About one in ten Americans suffer from thyroid dysfunction arising mainly from hyperthyroidism or hypothyroidism. Hypothyroidism (underactive thyroid) is a condition that occurs when your thyroid gland fails to produce enough thyroid hormones. The thyroid is a butterfly-shaped gland that sits low in front of the neck, lying below your Adam’s apple, along the front of the windpipe.
Causes of Hypothyroidism
The most common cause of hypothyroidism is Hashimoto’s thyroiditis. This is an autoimmune condition where the body produces antibodies that attack your thyroid tissue, resulting in the inability to produce sufficient thyroid hormone. Thyroiditis may also be caused by a viral condition.
Other causes of hypothyroidism include:
- Radiation therapy to the neck area.
- Radioiodine treatment used to treat hyperthyroidism may destroy the thyroid gland, leading to hypothyroidism.
- Certain medications used to treat heart problems, psychiatric conditions, and cancer.
- Too little iodine in your diet.
- Damage or disorder of pituitary gland.
- Disorder of the hypothalamus.
Symptoms of Hypothyroidism
The signs and symptoms of hypothyroidism vary from person to person. Often, the severity of the hormone deficiency determines the types of symptoms you’re likely to experience, which are sometimes difficult to identify.
At the onset of hypothyroidism, many people experience subtle weight gain or fatigue, which they often, but wrongly, attribute to aging. As time progresses, the condition causes a continual slowing down of metabolism, and more obvious symptoms may arise.
Here are some of the most common signs and symptoms associated with hypothyroidism:
- Feeling cold
- Weight gain
- Decreased sweating
- Dry, thinning hair
- Elevated blood cholesterol
- Impaired memory
- Puffy, sensitive face
- Muscle weakness.
Hypothyroidism Risk factors
Women, particularly older women, are more likely to develop this condition than men. Also, it’s tied to genetics, so you are more likely to develop hypothyroidism if you have a close family member with an autoimmune disease.
Other risk factors include:
- Old age
- Race (White and Asian)
- Premature graying hair
- Bipolar disorder
- Turner syndrome
- Down syndrome
- Autoimmune disorders such as type 1 diabetics, rheumatoid arthritis, celiac disease, pernicious anemia, or vitiligo.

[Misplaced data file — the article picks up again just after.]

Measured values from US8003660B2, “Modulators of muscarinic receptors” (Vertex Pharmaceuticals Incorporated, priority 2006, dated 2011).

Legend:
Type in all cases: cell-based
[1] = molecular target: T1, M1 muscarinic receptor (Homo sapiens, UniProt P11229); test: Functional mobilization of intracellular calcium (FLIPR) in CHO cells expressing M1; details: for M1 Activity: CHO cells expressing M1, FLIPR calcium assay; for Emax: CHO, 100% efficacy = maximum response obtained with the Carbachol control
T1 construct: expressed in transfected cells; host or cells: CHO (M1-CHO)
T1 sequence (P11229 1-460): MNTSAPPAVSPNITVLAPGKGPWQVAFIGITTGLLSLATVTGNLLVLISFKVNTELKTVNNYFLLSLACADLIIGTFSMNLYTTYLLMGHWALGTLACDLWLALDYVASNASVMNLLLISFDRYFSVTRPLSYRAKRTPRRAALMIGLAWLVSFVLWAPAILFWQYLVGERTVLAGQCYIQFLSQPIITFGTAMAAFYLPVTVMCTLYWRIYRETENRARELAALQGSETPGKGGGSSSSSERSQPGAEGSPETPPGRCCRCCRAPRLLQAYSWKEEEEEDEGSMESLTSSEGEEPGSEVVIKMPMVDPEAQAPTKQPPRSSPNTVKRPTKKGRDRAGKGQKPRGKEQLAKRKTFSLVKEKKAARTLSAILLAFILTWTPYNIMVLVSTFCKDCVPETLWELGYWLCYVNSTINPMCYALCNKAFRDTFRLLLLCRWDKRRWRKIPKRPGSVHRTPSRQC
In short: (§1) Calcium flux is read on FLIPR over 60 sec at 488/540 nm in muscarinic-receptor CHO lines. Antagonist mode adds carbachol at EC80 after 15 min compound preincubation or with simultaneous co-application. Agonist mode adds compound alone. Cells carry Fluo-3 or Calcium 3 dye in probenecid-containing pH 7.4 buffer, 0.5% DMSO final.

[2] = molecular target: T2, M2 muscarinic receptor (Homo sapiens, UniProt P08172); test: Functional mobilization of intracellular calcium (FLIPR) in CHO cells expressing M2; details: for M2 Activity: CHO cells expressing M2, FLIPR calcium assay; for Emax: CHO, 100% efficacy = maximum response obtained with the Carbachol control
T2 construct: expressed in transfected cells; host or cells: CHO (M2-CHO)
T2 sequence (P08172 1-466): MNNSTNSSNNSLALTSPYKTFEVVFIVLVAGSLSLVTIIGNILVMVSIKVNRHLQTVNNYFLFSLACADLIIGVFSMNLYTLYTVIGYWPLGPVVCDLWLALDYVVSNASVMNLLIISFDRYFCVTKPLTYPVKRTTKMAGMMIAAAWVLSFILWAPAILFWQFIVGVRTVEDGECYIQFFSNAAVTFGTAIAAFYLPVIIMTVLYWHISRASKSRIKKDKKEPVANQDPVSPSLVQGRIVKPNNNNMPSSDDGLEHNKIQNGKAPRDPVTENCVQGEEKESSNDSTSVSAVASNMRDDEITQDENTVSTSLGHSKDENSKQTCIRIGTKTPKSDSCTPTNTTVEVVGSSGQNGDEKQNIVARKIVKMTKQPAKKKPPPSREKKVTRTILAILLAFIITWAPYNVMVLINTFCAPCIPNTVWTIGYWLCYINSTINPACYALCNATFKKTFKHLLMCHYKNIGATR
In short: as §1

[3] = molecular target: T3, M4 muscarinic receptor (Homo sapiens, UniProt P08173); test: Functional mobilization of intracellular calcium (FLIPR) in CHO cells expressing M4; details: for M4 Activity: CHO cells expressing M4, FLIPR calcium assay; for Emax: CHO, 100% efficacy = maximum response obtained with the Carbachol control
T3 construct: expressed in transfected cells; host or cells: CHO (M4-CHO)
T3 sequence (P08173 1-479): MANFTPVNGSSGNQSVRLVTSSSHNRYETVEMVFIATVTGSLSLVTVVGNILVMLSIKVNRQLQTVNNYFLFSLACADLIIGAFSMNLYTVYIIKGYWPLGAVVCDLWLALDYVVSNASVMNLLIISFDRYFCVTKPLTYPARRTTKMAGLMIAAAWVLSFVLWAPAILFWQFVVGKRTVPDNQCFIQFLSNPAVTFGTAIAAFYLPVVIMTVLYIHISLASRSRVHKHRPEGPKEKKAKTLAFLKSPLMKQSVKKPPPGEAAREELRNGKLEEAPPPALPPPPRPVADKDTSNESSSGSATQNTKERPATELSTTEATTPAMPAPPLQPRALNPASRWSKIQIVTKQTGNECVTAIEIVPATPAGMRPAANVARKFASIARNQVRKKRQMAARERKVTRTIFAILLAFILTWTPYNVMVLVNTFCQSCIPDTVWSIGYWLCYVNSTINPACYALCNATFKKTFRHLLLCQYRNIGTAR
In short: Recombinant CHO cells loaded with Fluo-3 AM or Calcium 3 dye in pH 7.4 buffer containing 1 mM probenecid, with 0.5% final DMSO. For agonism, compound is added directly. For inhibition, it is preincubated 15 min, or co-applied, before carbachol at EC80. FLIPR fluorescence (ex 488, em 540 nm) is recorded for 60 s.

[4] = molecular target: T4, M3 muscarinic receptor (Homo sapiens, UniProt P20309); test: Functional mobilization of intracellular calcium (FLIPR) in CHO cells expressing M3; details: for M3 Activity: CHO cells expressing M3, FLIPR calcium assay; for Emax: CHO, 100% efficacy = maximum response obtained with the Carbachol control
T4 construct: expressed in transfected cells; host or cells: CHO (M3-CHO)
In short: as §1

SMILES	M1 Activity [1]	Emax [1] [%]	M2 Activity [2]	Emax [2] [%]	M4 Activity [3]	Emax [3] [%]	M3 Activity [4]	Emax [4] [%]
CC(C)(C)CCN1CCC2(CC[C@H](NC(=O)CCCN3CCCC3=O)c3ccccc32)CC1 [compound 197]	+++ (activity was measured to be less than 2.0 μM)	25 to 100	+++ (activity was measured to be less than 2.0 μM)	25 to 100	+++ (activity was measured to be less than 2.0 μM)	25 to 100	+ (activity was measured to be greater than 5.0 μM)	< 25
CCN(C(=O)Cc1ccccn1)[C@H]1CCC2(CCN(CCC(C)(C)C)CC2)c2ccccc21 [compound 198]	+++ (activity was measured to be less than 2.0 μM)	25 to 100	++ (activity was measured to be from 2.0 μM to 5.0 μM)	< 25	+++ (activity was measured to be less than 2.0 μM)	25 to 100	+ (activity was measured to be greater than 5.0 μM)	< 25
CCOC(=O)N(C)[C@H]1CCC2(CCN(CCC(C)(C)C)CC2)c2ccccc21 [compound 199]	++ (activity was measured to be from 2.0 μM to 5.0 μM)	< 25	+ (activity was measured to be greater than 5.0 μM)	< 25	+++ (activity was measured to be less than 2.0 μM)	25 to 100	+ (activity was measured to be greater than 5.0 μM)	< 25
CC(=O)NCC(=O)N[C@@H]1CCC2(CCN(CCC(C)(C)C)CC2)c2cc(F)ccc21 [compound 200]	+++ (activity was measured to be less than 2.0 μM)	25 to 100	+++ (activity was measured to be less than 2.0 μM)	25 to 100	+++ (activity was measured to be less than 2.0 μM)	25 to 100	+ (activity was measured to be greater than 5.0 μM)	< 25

Proper Diagnosis of Hypothyroidism
Thyroid disorders are usually diagnosed with a combination of lab tests and subjective measures/symptoms. Because of the variability of symptoms in people with hypothyroidism, it is not uncommon for traditional doctors to analyze the test results of a patient as normal, yet the patient is freezing all the time, hairs are falling out, and the nails are brittle.
Conventional methods of diagnosis only examine Thyroid-stimulating hormone (TSH) and thyroxine (T4). When the T4 level is lower-than-normal, hypothyroidism is usually the first suspect. The drawback of this approach is that it’s a poor indicator in some cases.
To understand why this is the case, let’s briefly examine how the thyroid works. The thyroid gland produces T4, which is the inactive form of thyroid hormone. Inside your cells, T4 is then converted into T3 (triiodothyronine), which then regulates your metabolism, temperature, fat, and energy levels. Unfortunately, several things can impair this conversion process. Common examples include stress, diabetes, insulin resistance, Chronic Fatigue Syndrome, and Fibromyalgia. By looking at T4 without comparing it to T3, many cases of hypothyroidism can easily be missed.
Furthermore, T3 Reverse is another component that is majorly overlooked. However, it plays a crucial role in diagnosing hypothyroidism. For instance, if the T3 Reverse is elevated, it down-regulates T3 Free, which is the more beneficial form of T3. T3 Reverse is produced during the conversion of T4 to T3, but for people with hypothyroidism, elevated levels of T3 Reverse are produced from the conversion process.
Therefore, the best approach for diagnosis is to take a more holistic approach by examining T3 Free, T3 Reverse, T4 Free, TSH, and thyroid peroxidase antibodies. In conjunction with subjective symptoms, the complete picture can be formed and the best thyroid treatment solution can be developed on an individual basis.
Proper Treatment for Hypothyroidism
The conventional care for hypothyroidism is the prescription of synthetic thyroid hormone T4, like Levothyroxine and Synthroid. However, many patients do not respond to treatment because the main issue is sometimes not the production of T4 but its conversion into T3. Consequently, they may need a different approach that includes direct T3 replacement. Other therapeutic options include bio-identical thyroid hormone replacement using T3 or T3/T4 combination.
Tips to Relieve Hypothyroidism Symptoms
The best way to combat hypothyroidism is to seek adequate medical treatment. But on top of your medication, here are some tips that can help you relieve common symptoms:
- Combat fatigue by taking power naps, which should be no longer than 30 minutes to avoid falling into a deep sleep.
- Remember to guard against cold sensitivity through the choice of your clothing.
- Use alcohol-free moisturizers to prevent dry skin.
- Getting enough fiber in your diet can help to relieve constipation.
- Manage your weight. Limit processed food and those high in fat and sugar.
- Practice mindfulness to fight depression.
- Ensure that you take your medication properly.
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